Having recently returned to growing my hair long and desirous of a new hair oil, I decided to try out a new item she offers: custom-blended hair oil. I knew I wanted something that smelled amazing, but I also needed a luxurious oil. Because my skin likes lighter, high-linoleic acids, and my hair likes heavier, high-oleic acids, I had very little in my oil arsenal that was truly nice for my hair. So I had her blend me up jojoba oil fortified with argan oil, and scent it with a heady blend of florals, frankincense, and vetiver. It’s a deep, dark, old-fashioned scent, but I love it. The best part is that she offers this service for a very reasonable cost, particularly considering I probably chose all her most expensive essential oils in an expensive base oil blend.

It took her about a day to blend the oil, and another couple days for it to ship. Immediately upon seeing the package in the mail, I tore into it and opened the oil. It smelled heavenly. I rubbed one drop on my hand and kept sniffing it until the scent dissipated in an hour or so. The next time I wet my hair, I applied three drops to the ends. It absorbs nicely and locks in all that lovely moisture from the water, but doesn’t leave my hair feeling oily. I can also use a bit more if I want to pre-treat my hair before bed when I’m going to wash it the next day. I find using a bit of oil on the ends of my hair makes them feel silkier and I don’t feel the need to trim as often.

For those who are worried about blending their own oil, NightBlooming offers a monthly oil blend that she designs for specific hair needs. She keeps the blend notes around so customers can just order a monthly blend instead of dreaming up their own blend and worrying that it won’t be what they want. She’s also lovely to interact with, if you want advice about growing long, beautiful hair. She’s been growing her hair for a long time and it’s truly lovely. I highly recommend giving her shop a look.

I also ordered a packet of herbal conditioning powder, based on the herb Zizyphus Spina Christi, with aloe, nettles, and wheatgrass added in for strength. It’s supposed to be a fortifying hair treatment, similar to henna, but without any color stain. Despite the dark color of my natural hair, I’ve started avoiding things that color because I have enough silver strands that they get dingy otherwise. I plan on having a lovely “hair spa” day some coming weekend to try it out!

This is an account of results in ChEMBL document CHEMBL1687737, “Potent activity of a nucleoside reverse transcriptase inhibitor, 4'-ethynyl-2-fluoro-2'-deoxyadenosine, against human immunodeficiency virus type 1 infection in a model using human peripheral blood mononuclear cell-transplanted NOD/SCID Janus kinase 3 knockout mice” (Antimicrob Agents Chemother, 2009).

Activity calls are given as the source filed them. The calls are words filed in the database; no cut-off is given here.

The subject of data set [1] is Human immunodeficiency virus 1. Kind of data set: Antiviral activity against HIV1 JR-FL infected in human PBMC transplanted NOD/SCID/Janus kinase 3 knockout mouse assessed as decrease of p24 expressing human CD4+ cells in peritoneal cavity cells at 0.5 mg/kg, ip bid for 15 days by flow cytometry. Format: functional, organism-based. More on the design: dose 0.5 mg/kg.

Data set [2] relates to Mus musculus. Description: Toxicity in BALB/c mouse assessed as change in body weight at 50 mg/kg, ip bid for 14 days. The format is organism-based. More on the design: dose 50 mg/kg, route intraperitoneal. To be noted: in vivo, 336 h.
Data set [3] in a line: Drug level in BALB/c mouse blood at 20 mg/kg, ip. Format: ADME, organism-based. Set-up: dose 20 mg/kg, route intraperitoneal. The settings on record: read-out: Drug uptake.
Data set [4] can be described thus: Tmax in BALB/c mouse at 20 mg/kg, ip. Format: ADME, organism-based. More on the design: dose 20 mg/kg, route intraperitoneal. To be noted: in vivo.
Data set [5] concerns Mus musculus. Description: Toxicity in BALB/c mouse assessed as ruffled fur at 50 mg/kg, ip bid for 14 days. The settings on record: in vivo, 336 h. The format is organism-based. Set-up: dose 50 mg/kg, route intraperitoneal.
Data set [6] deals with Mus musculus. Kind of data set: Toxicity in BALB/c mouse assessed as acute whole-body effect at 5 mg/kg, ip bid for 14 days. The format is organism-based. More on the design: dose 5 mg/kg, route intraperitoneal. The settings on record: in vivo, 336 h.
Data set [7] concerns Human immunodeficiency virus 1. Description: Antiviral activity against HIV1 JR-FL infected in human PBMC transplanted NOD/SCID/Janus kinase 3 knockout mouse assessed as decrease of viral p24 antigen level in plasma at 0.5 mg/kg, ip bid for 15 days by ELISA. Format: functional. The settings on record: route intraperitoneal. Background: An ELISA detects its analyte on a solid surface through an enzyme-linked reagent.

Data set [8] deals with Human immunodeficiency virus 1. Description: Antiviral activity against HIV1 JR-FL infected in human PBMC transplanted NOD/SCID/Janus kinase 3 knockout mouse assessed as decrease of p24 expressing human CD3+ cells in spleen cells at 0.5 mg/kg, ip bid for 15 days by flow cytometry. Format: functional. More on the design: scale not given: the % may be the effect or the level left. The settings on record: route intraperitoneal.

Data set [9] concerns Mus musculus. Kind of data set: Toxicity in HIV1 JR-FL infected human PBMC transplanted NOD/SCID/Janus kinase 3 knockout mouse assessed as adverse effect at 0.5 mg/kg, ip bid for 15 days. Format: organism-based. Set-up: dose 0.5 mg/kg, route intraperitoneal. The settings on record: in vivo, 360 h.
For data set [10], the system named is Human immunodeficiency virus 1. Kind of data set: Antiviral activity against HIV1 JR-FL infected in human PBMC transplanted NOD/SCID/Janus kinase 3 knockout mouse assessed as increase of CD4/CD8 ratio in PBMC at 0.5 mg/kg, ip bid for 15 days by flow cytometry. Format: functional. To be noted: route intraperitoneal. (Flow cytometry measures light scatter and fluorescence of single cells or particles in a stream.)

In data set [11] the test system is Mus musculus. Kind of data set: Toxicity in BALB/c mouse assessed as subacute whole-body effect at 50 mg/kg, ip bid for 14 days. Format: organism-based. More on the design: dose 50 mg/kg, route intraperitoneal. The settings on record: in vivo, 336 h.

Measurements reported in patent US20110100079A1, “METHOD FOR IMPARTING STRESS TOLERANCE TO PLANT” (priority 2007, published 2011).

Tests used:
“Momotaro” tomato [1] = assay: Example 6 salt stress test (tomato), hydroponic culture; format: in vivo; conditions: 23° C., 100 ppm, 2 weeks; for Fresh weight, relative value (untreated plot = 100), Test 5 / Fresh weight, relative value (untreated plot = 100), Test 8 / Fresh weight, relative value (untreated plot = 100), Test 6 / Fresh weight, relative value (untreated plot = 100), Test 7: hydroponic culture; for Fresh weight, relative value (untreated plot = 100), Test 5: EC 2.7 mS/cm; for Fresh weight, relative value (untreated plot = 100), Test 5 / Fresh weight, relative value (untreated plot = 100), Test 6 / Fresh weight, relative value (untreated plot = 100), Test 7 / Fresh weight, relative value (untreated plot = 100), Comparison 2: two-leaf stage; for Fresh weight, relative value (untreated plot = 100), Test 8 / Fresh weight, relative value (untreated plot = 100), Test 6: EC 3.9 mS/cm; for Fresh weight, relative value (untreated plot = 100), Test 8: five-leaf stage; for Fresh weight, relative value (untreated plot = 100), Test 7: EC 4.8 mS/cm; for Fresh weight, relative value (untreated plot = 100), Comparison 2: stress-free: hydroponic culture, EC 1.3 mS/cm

A New Endeavor

I hinted at a new craft project I’ve taken up in my last post, but I didn’t give any details. Well, here’s the big reveal:

AllSoaps

Last week, I made my first batch of cold-process soap!

I’ve been interested in soap-making for years now, but never took the plunge. At first, I wanted to make an unscented olive oil soap for a family member who had very sensitive skin. But as the years went on, I’ve realized that some of the best fats for soap-making are the local, traditional animal fats I can get from farmers around me. Of course, this appealed to my vintage sensibilities and I’ve spent some time researching both vintage soap recipes and modern soap research.

That, coupled with my new attempts at all-natural hair and skin care, let me to more actively look up what I would need to start making bars of homemade soap using lard and tallow. Eventually, maybe I can make a bar of soap that serves all my showerly needs, hair and skin alike!

I started out with a basic recipe mostly based on lard, but with just enough coconut oil to provide nice lather and cleansing power. I had meant to try using tallow, but the store was out of it. I also made a bar with mostly olive oil and just enough coconut to provide lather to put away to cure for holiday gifts for those whose sensibilities might be offended by animal-based soaps.

Both recipes went smoothly, and I’ve just cut up the second batch yesterday. My first batch was a small, 1-lb. batch that I poured into silicone muffin cups to mold. They make very cute soaps. But I wanted something more traditional for gifts so I poured the soaps into a square silicone pan and cut it into rectangular bars.

I’m very excited about my new hobby, and hopefully will be able to test my new soaps on myself and Boyfriend in the next few weeks. And then, I have lots of other recipes planned, from a luxurious facial care bar, to a bar using sheep tallow! I’ll report back here with each and every batch, though.